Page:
The book Producing Open Source Software: How to Run a Successful Free Software Project is a fantastic reference for anyone involved in a software project – whether you're running the show or not.
In addition to the dead-tree edition, the book is available in an appropriately open source free format at the official website. The entire book is great, and worth a thorough read, even if you think open source is communism.
My favorite chapter is the one on communication. While important on any software project, communication is especially vital on open source projects, which are "bewilderingly diverse both in audiences and communication mechanisms." One particular pitfall of open source projects is that, if you don't manage the project carefully, you can tend to attract developers who are more interested in discussion than writing code. It's a subtle but pernicious problem – communication gone wrong.
Although discussion can meander in any topic, the probability of meandering goes up as the technical difficulty of the topic goes down. After all, the greater the technical difficulty, the fewer participants can really follow what's going on. Those who can are likely to be the most experienced developers, who have already taken part in such discussions thousands of times before, and know what sort of behavior is likely to lead to a consensus everyone can live with.
Thus, consensus is hardest to achieve in technical questions that are simple to understand and easy to have an opinion about, and in "soft" topics such as organization, publicity, funding, etc. People can participate in those arguments forever, because there are no qualifications necessary for doing so, no clear ways to decide (even afterward) if a decision was right or wrong, and because simply outwaiting other discussants is sometimes a successful tactic.
The principle that the amount of discussion is inversely proportional to the complexity of the topic has been around for a long time, and is known informally as the Bikeshed Effect.
We've struggled with this on Stack Overflow, too. The broad soft questions tend to get much more interest and attention than the narrow, technical coding questions that we originally intended the site for. We've made adjustments, but it's an unavoidable aspect of group dynamics. Who are we kidding? It's fun to discuss what color the bikeshed should be painted. Everyone has an opinion about their favorite color scheme.
What many people don't realize is that the bikeshed effect is, in fact, a form of procrastination. And it can suck in highly technical developers, along with everyone else.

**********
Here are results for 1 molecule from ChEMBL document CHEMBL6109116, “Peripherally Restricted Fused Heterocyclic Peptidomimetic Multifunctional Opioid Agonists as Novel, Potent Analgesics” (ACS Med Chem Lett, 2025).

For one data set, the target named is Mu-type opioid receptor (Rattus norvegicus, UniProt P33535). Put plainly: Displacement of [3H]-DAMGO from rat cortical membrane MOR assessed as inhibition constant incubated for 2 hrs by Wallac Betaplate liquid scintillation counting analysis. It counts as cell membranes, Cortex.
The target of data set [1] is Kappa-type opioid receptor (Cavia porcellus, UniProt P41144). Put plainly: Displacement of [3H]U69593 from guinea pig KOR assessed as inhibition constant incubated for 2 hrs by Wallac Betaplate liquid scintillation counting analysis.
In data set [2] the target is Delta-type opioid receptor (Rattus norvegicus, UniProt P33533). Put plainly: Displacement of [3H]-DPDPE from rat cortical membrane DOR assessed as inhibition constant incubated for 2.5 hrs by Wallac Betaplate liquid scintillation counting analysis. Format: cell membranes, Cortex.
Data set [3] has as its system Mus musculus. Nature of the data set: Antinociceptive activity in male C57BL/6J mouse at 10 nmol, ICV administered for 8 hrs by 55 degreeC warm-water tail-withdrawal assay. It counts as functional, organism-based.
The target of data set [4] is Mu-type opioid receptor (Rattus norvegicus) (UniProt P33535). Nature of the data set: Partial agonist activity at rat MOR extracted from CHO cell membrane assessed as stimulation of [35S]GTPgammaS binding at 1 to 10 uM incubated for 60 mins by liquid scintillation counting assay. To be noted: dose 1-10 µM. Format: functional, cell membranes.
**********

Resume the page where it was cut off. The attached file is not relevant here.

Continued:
The psychologists handed out questionnaires to a group of students and asked them to respond by e-mail within three weeks. All the questions had to do with rather mundane tasks like opening a bank account and keeping a diary, but different students were given different instructions for answering the questions. Some thought and wrote about what each activity implied about personal traits: what kind of person has a bank account, for example. Others wrote simply about the nuts and bolts of doing each activity: speaking to a bank officer, filling out forms, making an initial deposit, and so forth. The idea was to get some students thinking abstractly and others concretely. Then the psychologists waited. And in some cases, waited and waited. They recorded all the response times to see if there was a difference between the two groups, and indeed there was a significant difference.
The findings, reported in Psychological Science, a journal of the Association for Psychological Science, were very clear. Even though all of the students were being paid upon completion, those who thought about the questions abstractly were much more likely to procrastinate – and in fact some never got around to the assignment at all. By contrast, those who were focused on the how, when and where of doing the task e-mailed their responses much sooner, suggesting that they hopped right on the assignment rather than delaying it.
This is one reason why I'm so down on architecture astronauts. I find that the amount of discussion on a software feature is inversely proportional to its value. Sure, have some initial discussion to figure out your direction, but the sooner you can get away from airy abstractions, and down to the nuts and bolts of building the damn thing, the better off you – and your project – will be.
Put another way, what's the hardest thing you have to do every day? Deciding what to ignore, so you can stop procrastinating and get stuff done. The next time you feel yourself getting drawn into a protracted bikeshed discussion, consider: shouldn't you be building something instead?